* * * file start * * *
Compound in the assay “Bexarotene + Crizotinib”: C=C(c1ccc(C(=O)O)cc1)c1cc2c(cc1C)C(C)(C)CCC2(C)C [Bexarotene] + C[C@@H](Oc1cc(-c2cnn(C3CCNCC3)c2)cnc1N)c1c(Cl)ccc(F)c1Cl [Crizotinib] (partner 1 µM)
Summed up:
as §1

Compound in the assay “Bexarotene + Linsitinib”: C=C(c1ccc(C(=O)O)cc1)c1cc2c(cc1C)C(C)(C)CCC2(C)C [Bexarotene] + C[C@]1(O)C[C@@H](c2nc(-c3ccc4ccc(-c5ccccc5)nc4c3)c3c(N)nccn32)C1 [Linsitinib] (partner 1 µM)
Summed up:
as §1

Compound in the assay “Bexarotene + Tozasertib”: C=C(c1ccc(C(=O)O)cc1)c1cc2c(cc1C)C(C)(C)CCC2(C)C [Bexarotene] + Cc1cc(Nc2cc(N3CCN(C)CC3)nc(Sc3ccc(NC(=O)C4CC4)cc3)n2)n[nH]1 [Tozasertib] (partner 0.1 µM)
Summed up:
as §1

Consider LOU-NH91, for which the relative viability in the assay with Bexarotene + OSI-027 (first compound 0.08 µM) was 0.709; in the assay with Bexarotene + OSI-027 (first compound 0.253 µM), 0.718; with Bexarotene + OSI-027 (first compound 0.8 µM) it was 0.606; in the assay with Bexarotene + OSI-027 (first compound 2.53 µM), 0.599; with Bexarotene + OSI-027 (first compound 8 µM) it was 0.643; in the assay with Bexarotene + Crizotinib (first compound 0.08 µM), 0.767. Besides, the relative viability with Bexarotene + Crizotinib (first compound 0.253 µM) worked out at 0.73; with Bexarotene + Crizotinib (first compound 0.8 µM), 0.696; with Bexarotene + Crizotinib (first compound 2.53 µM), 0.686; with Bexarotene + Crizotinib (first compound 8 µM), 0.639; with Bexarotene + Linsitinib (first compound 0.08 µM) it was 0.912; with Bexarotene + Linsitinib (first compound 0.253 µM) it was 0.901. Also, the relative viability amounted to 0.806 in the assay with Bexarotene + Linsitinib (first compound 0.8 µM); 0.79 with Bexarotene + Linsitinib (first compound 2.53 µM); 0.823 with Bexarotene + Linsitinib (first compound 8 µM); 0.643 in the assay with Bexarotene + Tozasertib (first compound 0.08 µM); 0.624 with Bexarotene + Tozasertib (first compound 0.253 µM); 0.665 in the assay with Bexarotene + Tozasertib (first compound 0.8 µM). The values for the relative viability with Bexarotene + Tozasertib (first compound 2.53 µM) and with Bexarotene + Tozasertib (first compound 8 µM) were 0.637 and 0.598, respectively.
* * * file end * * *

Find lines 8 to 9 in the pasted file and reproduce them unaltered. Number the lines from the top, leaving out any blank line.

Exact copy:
Summed up:
as §1